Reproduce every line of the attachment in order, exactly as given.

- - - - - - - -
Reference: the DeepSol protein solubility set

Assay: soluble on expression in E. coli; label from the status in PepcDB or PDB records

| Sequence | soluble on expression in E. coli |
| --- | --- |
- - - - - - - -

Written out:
Reference: the DeepSol protein solubility set

Assay: soluble on expression in E. coli; label from the status in PepcDB or PDB records

| Sequence | soluble on expression in E. coli |
| --- | --- |